Matthew Parker received his master of music in music education with an emphasis on Kodaly From capital University. He currently teaches at Johnnycake Corners Elementary school in the Olentangy Local School District in Central Ohio. Matthew was voted as Teacher of the Year during the 2008-2009 school year. Matthew was also selected as the Columbus Symphony Elementary Music Educator of the year in 2015. During the 2012-2013 academic year, Matthew worked with, and hosted, the Emmy nominated Carpe Diem string quartet to bring an online, interactive concert series to students in several states across the nation. Matthew was a director on staff with the Columbus Children’s Choir, and has two elementary choirs at his school. As a composer, one of the songs was prepared by the Columbus Children’s Choir. As a performer, Matthew has performed with the Capital University Chapel Choir, Columbus Symphony Chorus, and the Lancaster Chorale.

In this podcast, Matthew discusses everything from choosing music to warm-ups. Here are specific notes with his suggestions:

Matt conceptualizes his choir as having three aspects:
  • Performance: Formal performance opportunities, such as evening concerts
  • Community: Community performance opportunities, such as performing at a community center, caroling, etc.
  • Social events: Such as a pancake breakfast or movie night for choir students
Thinking of best practices for choosing music? Here is Matt's formula for choosing repertoire:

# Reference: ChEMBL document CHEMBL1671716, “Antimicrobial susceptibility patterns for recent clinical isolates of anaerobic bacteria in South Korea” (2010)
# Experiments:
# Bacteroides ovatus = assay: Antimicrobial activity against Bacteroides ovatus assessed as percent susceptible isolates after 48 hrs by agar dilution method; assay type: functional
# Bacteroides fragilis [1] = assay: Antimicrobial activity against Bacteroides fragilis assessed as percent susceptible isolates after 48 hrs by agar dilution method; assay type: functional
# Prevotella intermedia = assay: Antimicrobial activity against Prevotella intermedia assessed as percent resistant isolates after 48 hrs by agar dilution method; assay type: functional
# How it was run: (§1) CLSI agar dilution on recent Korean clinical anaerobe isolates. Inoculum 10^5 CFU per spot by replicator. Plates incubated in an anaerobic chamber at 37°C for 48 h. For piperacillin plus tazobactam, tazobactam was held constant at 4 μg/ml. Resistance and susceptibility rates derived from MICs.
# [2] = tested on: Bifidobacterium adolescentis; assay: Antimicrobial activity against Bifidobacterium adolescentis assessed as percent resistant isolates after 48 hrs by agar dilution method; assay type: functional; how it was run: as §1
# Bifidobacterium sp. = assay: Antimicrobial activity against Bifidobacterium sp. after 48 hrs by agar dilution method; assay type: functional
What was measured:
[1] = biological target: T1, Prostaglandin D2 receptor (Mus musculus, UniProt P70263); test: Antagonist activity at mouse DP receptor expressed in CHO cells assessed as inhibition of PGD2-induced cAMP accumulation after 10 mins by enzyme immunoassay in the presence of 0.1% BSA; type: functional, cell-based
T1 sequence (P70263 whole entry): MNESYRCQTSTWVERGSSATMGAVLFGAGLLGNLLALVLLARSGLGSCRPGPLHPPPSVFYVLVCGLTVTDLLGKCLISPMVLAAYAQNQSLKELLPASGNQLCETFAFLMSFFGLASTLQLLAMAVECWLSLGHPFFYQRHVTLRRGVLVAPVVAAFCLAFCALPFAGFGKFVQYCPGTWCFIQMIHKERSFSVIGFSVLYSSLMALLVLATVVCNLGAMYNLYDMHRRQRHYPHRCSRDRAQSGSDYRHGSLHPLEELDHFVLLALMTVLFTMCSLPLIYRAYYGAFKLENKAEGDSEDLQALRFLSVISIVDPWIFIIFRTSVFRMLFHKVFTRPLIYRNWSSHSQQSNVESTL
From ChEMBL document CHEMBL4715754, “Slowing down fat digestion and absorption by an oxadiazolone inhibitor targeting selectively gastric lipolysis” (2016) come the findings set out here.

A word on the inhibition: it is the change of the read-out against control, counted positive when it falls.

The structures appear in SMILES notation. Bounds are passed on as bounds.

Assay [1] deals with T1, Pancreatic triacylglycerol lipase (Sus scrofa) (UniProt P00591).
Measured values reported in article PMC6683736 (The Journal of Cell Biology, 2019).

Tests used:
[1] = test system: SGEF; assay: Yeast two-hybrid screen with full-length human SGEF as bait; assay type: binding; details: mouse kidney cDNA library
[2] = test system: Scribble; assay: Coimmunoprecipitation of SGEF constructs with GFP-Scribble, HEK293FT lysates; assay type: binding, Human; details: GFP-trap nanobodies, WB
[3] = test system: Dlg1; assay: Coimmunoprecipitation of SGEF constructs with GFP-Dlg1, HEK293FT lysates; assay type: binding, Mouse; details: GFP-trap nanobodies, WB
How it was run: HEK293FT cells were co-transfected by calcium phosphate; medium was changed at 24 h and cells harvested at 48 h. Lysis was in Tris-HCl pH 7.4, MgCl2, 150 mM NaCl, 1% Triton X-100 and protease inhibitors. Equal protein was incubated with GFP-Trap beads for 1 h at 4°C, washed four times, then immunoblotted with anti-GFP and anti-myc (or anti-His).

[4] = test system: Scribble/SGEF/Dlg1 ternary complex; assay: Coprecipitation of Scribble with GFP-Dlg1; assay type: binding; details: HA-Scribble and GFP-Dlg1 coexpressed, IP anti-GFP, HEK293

• Well-written text: purposefully and authentically written
  • Excellent piano accompaniment: Make sure it's not in an odd key, not written by non-pianist. Can try out several with your piano accompanist to help decide your final repertoire.
  • Extractable phrases
  • Have to love it!
Here are Matt's favorite octavos:
Rounds can be a great way to improve partwork skills and add to a concert program. Here are Matt's favorite rounds:
  • Frere Jacques
  • Laugh, ha, ha
  • The Ghost of Tom/ John
  • Dona Nobis Pacem
As you are choosing music, here are arrangers and composers whose music Matt and I love:
  • Ruth Dwyer
  • Andy Beck
  • Susan Brumfield
  • Doreen Rao
When warming up your choir, try these warm-ups:
  • sfmrd on "ooo"
  • Follow the leader:
    • Students follow the hand signs step-wise
    • Students follow the teacher with hand signs, then teacher pauses and students pause with teacher
    • Students follow the teacher with hand signs, and the teacher moves up and down 
    • Split the choir into two groups: group 1 follows one hand sign, group 2 follows the other hand sign
As you're planning for choir, here are favorite resources from Matt and I:
I hope you have found this helpful as you plan for your children's choir rehearsals. A huge thank you to Matt for his expertise and willingness to share!